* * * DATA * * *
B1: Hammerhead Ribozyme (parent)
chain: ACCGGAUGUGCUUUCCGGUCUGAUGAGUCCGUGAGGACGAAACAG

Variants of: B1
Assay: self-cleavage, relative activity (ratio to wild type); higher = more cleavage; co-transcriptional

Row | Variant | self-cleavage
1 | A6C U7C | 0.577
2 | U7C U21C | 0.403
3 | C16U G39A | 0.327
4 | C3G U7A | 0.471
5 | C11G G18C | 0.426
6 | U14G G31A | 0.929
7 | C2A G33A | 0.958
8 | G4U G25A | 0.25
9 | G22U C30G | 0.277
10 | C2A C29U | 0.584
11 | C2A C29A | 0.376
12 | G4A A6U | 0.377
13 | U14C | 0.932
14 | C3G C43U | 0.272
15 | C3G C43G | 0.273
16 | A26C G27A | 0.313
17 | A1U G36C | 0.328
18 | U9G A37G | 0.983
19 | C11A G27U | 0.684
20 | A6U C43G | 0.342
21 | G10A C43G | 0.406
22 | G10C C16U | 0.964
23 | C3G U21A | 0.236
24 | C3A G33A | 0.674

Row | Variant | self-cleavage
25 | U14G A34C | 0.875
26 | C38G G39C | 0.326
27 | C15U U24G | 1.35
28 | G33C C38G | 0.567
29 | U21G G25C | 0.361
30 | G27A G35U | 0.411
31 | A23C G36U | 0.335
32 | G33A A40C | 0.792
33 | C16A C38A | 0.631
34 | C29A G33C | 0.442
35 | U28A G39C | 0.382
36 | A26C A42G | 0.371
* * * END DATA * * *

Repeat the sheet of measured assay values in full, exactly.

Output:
B1: Hammerhead Ribozyme (parent)
chain: ACCGGAUGUGCUUUCCGGUCUGAUGAGUCCGUGAGGACGAAACAG

Variants of: B1
Assay: self-cleavage, relative activity (ratio to wild type); higher = more cleavage; co-transcriptional

Row | Variant | self-cleavage
1 | A6C U7C | 0.577
2 | U7C U21C | 0.403
3 | C16U G39A | 0.327
4 | C3G U7A | 0.471
5 | C11G G18C | 0.426
6 | U14G G31A | 0.929
7 | C2A G33A | 0.958
8 | G4U G25A | 0.25
9 | G22U C30G | 0.277
10 | C2A C29U | 0.584
11 | C2A C29A | 0.376
12 | G4A A6U | 0.377
13 | U14C | 0.932
14 | C3G C43U | 0.272
15 | C3G C43G | 0.273
16 | A26C G27A | 0.313
17 | A1U G36C | 0.328
18 | U9G A37G | 0.983
19 | C11A G27U | 0.684
20 | A6U C43G | 0.342
21 | G10A C43G | 0.406
22 | G10C C16U | 0.964
23 | C3G U21A | 0.236
24 | C3A G33A | 0.674

Row | Variant | self-cleavage
25 | U14G A34C | 0.875
26 | C38G G39C | 0.326
27 | C15U U24G | 1.35
28 | G33C C38G | 0.567
29 | U21G G25C | 0.361
30 | G27A G35U | 0.411
31 | A23C G36U | 0.335
32 | G33A A40C | 0.792
33 | C16A C38A | 0.631
34 | C29A G33C | 0.442
35 | U28A G39C | 0.382
36 | A26C A42G | 0.371